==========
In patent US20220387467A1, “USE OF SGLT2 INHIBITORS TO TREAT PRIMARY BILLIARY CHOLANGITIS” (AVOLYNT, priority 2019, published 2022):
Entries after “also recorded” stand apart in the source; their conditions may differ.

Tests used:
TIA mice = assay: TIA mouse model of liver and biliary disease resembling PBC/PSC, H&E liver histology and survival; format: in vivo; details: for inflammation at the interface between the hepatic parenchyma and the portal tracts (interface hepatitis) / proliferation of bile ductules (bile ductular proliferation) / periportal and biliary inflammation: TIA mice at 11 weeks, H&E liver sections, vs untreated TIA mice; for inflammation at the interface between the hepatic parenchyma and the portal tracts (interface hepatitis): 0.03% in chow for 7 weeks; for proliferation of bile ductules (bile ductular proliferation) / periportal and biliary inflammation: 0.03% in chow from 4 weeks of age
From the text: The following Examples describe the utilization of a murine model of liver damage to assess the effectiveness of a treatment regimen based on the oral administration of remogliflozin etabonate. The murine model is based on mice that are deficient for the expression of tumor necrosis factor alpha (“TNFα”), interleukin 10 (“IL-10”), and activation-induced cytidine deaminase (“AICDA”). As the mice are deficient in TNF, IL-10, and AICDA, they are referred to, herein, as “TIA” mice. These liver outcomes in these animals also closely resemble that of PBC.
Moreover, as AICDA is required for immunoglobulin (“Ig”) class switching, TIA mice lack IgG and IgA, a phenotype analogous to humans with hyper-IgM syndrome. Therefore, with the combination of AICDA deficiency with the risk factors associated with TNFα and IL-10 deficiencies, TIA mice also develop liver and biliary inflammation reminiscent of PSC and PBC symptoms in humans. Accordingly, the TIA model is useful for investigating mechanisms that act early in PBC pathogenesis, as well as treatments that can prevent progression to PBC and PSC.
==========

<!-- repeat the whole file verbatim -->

In patent US20220387467A1, “USE OF SGLT2 INHIBITORS TO TREAT PRIMARY BILLIARY CHOLANGITIS” (AVOLYNT, priority 2019, published 2022):
Entries after “also recorded” stand apart in the source; their conditions may differ.

Tests used:
TIA mice = assay: TIA mouse model of liver and biliary disease resembling PBC/PSC, H&E liver histology and survival; format: in vivo; details: for inflammation at the interface between the hepatic parenchyma and the portal tracts (interface hepatitis) / proliferation of bile ductules (bile ductular proliferation) / periportal and biliary inflammation: TIA mice at 11 weeks, H&E liver sections, vs untreated TIA mice; for inflammation at the interface between the hepatic parenchyma and the portal tracts (interface hepatitis): 0.03% in chow for 7 weeks; for proliferation of bile ductules (bile ductular proliferation) / periportal and biliary inflammation: 0.03% in chow from 4 weeks of age
From the text: The following Examples describe the utilization of a murine model of liver damage to assess the effectiveness of a treatment regimen based on the oral administration of remogliflozin etabonate. The murine model is based on mice that are deficient for the expression of tumor necrosis factor alpha (“TNFα”), interleukin 10 (“IL-10”), and activation-induced cytidine deaminase (“AICDA”). As the mice are deficient in TNF, IL-10, and AICDA, they are referred to, herein, as “TIA” mice. These liver outcomes in these animals also closely resemble that of PBC.
Moreover, as AICDA is required for immunoglobulin (“Ig”) class switching, TIA mice lack IgG and IgA, a phenotype analogous to humans with hyper-IgM syndrome. Therefore, with the combination of AICDA deficiency with the risk factors associated with TNFα and IL-10 deficiencies, TIA mice also develop liver and biliary inflammation reminiscent of PSC and PBC symptoms in humans. Accordingly, the TIA model is useful for investigating mechanisms that act early in PBC pathogenesis, as well as treatments that can prevent progression to PBC and PSC.